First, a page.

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Hugh Perry, Séminaire labelisé INB / Ecole doctorale / AXE Neuroinflammation"The impact of systemic inflammation on the brain in health and disease"

Abstract :


We have all at one time or another experienced the consequences of a systemic infection, we have felt ill – we have experienced sickness behaviour.
A number of routes have been identified by which systemic inflammation communicates with the brain and this includes both neural and humoral routes. Within the brain the signals that convey information about systemic inflammation involve immune cells of the brain, the macrophages and microglia, and the communication between non-neuronal cells and neurons involves molecules that are themselves inflammatory mediators such as cytokines and prostaglandins. In the normal healthy brain the microglia are kept under tight regulation by the CNS microenvironment and are commonly thought of as having a downregulated phenotype. However, following chronic or acute neurodegeneration the microglia become activated or “primed”. We have been interested to learn how systemic inflammation may impact on the diseased brain to either exacerbate sickness behaviour or the chronic neurodegenerative disease.

Using murine prion disease as a model of chronic neurodegeneration we have shown that the activated microglia adopt a phenotype that is dominated by the presence of TGF-b1, COX-2 and MCP-1. This phenotype appears early in disease and is associated with the loss of synapses and the presence of misfolded PrPsc. We have no evidence that these cells significantly contribute to disease progression following intracerebral initiation of the disease. To mimic a systemic infection mice with prion disease were challenged systemically with LPS: the microglia rapidly switch their phenotype to an aggressive pro-inflammatory phenotype and synthesised pro-inflammatory cytokines. The onset of pro-inflammatory cytokine synthesis is associated with an exaggerated sickness behaviour response and increased neuronal degeneration. We have hypothesised that systemic infections in diseases such as Alzheimer’s disease will exacerbate acute symptoms of sickness behaviour and accelerate disease progression. Our recent clinical studies show that common systemic infections have a profound effect on patients with Alzheimer’s disease.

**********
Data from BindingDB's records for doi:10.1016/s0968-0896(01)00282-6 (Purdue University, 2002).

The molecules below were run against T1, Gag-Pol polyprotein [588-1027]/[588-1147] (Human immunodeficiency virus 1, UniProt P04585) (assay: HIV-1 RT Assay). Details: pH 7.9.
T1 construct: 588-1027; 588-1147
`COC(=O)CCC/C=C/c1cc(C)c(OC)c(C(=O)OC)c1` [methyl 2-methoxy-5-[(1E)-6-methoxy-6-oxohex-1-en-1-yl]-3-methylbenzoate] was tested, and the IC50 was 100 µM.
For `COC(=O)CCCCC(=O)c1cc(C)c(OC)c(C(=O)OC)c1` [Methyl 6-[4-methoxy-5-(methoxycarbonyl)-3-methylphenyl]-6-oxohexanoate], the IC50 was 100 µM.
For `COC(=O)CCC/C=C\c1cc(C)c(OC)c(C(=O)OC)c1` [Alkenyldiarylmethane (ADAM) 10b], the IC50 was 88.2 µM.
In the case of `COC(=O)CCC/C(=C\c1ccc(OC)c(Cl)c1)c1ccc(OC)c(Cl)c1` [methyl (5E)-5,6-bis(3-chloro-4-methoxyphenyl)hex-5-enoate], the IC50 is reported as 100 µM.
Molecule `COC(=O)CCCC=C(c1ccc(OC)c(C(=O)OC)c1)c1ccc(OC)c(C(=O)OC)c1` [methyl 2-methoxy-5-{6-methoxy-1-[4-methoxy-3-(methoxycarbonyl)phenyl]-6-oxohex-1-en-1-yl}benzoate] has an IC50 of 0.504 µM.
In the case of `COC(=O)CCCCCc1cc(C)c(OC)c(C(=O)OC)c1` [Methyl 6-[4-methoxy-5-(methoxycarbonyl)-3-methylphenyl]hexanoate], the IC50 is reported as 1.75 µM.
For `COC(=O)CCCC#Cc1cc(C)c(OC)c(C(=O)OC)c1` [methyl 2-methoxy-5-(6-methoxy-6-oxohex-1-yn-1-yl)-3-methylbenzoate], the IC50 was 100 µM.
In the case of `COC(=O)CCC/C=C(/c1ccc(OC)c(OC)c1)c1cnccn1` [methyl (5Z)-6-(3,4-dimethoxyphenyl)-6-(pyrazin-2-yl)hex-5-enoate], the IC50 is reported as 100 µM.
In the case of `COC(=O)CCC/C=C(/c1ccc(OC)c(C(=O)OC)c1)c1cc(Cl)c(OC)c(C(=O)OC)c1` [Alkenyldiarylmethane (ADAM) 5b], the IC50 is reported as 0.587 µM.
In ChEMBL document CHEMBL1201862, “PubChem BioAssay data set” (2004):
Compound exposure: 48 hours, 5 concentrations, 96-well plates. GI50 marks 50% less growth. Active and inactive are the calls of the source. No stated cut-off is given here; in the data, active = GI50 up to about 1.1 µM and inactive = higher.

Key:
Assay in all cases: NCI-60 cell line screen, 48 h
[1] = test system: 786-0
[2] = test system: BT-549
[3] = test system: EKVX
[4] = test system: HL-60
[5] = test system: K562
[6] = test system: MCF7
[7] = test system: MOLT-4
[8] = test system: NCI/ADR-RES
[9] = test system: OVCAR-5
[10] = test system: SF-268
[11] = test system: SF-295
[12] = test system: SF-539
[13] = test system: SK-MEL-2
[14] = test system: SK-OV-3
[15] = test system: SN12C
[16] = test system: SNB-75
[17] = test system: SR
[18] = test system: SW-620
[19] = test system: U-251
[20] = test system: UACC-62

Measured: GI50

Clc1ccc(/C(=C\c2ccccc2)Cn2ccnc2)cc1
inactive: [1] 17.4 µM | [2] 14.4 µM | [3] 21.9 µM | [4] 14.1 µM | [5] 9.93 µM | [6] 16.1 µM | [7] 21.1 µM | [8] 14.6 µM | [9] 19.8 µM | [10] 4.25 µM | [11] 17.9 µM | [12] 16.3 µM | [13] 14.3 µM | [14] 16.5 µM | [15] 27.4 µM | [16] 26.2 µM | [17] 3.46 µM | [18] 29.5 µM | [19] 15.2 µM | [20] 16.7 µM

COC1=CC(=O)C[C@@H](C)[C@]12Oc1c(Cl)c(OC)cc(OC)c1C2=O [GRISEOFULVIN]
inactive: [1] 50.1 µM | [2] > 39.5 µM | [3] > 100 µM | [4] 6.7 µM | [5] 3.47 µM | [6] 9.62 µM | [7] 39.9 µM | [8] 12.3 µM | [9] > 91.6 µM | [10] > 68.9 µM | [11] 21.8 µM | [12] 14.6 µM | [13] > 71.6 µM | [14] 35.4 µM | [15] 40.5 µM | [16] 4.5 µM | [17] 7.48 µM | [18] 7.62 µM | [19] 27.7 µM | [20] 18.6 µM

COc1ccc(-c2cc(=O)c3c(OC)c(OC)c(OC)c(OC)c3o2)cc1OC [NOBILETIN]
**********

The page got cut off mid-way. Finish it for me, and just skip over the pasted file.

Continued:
Selected publications

Bucks RS, Gidron Y, Harris P, Teeling J, Wesnes KA, Perry VH. Selective effects of upper respiratory tract infection on cognition, mood and emotion processing: a prospective study. Brain Behav Immun. 2008 Mar;22(3):399-407.
Galea I, Bernardes-Silva M, Forse PA, van Rooijen N, Liblau RS, Perry VH. An antigen-specific pathway for CD8 T cells across the blood-brain barrier. J Exp Med. 2007 Sep 3;204(9):2023-30.
Teeling JL, Felton LM, Deacon RM, Cunningham C, Rawlins JN, Perry VH. Sub-pyrogenic systemic inflammation impacts on brain and behavior, independent of cytokines. Brain Behav Immun. 2007 Aug;21(6):836-50.

Cunningham C, Campion S, Teeling J, Felton L, Perry VH. The sickness behaviour and CNS inflammatory mediator profile induced by systemic challenge of mice with synthetic double-stranded RNA (poly I:C). Brain Behav Immun. 2007 May;21(4):490-502.
Perry VH, Cunningham C, Holmes C. Systemic infections and inflammation affect chronic neurodegeneration. Nat Rev Immunol. 2007 Feb;7(2):161-7.

Françoise Moos et Klaus Petry